In the land of Hoosiers, a newly-remodeled warehouse holds one of the nation’s most promising schools.
The Phalen Leadership Academy in Indianapolis, Indiana, is home to 150 budding K-2 scholars. The new charter school is located in an area of town where fewer than half the students in local schools pass state exams. Yet the children at this new school are making incredible learning gains. In just the first ten weeks of school, 59 percent of students grew by one and a half years in reading. In math, the school increased the number of students “on track” from 3 percent to 51 percent.
This growth matches the expectations – and efforts – of the school’s students, parents and educators. According to Earl Martin Phalen, CEO of Phalen Leadership Academies, all children are capable of achieving great things, regardless of their zip code. He says at his school, “we believe every child should experience 1.5 years of academic growth every school year.”
Phalen understands the transformative power of education and family involvement. Before graduating from Yale and then Harvard Law School, he was a child in foster care. At the age of two, he was adopted by George and Veronica Phalen. His parents instilled in him a passion for education, and he has spent the last 20 years focused on serving children in low-income communities.
Phalen arrived in Indianapolis five years ago to help the city provide high-quality summer learning programs to the city’s children. With his program Summer Advantage USA, students did more than avoid losing academic skills and knowledge over summer vacation; they consistently advanced in reading and math.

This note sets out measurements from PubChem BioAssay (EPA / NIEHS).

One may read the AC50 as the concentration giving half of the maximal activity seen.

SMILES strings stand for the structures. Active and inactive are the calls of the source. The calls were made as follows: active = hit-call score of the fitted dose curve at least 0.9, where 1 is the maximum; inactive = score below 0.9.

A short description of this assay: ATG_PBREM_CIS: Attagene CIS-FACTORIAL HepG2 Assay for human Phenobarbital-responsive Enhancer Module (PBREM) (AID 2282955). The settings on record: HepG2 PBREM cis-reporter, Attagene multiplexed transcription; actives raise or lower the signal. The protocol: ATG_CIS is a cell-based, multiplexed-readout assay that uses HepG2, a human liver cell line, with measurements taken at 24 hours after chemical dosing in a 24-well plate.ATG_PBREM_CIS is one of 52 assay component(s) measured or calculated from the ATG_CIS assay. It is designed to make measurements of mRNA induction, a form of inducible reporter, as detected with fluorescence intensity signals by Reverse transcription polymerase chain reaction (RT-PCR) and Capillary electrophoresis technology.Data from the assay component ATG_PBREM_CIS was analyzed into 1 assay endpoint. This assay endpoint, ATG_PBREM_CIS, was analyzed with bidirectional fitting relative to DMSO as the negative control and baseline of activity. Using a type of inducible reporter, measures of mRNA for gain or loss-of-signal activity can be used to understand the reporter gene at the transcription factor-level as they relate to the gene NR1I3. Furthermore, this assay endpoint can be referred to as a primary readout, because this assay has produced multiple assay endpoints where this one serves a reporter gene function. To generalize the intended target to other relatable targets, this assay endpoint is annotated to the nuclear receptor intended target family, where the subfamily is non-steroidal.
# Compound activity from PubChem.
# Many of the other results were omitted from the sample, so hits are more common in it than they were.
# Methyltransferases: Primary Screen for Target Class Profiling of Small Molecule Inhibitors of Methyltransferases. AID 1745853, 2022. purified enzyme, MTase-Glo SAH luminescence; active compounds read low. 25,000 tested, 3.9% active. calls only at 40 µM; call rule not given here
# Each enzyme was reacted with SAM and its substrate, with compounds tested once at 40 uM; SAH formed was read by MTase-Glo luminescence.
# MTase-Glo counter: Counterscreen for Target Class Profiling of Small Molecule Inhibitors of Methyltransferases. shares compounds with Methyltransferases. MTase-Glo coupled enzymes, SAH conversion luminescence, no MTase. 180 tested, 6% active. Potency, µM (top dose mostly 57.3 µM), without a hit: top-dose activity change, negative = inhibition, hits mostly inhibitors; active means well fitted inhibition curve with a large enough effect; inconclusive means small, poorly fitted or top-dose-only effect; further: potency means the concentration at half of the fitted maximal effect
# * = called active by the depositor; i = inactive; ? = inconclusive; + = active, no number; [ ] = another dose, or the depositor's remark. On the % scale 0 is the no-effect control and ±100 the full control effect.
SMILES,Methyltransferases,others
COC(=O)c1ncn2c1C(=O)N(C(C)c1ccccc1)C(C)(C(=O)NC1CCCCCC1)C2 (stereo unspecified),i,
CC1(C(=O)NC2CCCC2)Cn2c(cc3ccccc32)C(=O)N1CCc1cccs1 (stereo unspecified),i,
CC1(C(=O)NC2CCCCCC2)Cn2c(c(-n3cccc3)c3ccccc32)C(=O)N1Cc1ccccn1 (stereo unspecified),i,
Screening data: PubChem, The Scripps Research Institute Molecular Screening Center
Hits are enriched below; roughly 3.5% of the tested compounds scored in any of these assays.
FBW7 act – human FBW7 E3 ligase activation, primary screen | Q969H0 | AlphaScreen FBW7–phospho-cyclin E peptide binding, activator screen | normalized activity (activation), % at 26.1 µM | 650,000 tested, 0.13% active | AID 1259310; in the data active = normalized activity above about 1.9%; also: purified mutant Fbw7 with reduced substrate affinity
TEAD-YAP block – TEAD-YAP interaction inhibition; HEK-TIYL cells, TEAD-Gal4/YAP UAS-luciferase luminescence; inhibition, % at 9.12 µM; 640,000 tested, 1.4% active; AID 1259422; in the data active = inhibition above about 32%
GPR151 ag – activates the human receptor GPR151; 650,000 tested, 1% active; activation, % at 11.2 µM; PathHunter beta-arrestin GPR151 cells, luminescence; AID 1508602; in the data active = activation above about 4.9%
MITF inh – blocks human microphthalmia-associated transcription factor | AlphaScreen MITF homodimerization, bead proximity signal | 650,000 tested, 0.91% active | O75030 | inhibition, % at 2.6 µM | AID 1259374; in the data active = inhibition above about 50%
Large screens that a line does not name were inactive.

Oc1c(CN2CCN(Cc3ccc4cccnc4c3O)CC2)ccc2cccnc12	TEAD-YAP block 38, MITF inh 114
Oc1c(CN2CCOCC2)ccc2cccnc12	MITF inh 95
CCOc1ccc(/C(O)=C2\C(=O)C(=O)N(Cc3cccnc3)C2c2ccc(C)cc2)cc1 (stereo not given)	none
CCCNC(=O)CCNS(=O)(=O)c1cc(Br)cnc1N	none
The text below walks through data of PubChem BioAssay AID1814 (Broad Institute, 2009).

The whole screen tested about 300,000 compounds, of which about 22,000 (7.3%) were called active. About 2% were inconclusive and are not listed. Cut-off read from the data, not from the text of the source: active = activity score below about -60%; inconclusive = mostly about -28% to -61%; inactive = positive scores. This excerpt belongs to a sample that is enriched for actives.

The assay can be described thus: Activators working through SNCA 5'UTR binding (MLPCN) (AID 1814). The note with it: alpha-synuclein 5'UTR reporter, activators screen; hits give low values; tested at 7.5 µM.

Excited about these results, the Indiana DOE asked Phalen to take the Summer Advantage model and turn it into a charter school. Indiana’s Charter School Board approved the Phalen Leadership Academies to open 10 schools and serve nearly 10,000 students. Their first school opened its doors on August 19, 2013.
Through great educators, parent partnerships, blended learning, individualized education, ongoing learning assessments and longer school days, this young school is already making an impact in the lives of Indiana students. The school matches rigorous academics with enrichment programs such as art, debate and music. Phalen says the young scholars love the educational model, and their joy is contagious.
Only 37 percent of African American males in Indianapolis will graduate from high school. At a nearby public school, only 39 percent of students pass state exams, and a dismal 8 percent graduate from college. These families are hungry for quality school options.
Phalen shares the story of one dad who found out his son was accepted by Phalen Leadership Academy, “He was in tears because he knew he had forever changed the life of his child.”
Phalen Leadership Academy is one excellent school in a community, a state and nation ready for quality education options. Phalen runs a charter school, but he doesn’t promote one type of schooling over another. To him, it’s a matter of quality: “I’m for good schools, and that means choice. It needs to be about getting high-quality education options to students nationwide.”
To this end, Phalen and his team are making vital progress.